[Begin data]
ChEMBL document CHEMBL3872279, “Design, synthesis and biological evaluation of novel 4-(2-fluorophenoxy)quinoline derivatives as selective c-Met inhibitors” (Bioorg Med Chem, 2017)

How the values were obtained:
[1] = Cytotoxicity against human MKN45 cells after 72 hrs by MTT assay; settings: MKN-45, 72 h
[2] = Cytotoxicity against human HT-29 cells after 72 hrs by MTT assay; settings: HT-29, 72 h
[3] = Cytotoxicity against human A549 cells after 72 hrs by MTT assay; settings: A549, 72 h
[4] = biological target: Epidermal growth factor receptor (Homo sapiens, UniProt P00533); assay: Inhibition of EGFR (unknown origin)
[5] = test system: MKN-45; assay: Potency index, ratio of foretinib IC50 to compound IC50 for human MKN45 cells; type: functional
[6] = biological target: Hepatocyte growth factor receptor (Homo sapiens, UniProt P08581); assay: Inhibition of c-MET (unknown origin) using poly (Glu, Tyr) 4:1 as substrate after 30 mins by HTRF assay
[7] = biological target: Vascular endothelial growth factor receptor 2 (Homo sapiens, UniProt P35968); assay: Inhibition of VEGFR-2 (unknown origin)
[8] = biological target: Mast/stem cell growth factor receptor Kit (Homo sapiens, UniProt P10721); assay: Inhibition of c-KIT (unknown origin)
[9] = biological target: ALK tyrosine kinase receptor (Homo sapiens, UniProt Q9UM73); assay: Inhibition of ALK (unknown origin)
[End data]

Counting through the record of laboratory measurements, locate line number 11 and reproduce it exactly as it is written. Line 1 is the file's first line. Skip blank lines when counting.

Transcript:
[9] = biological target: ALK tyrosine kinase receptor (Homo sapiens, UniProt Q9UM73); assay: Inhibition of ALK (unknown origin)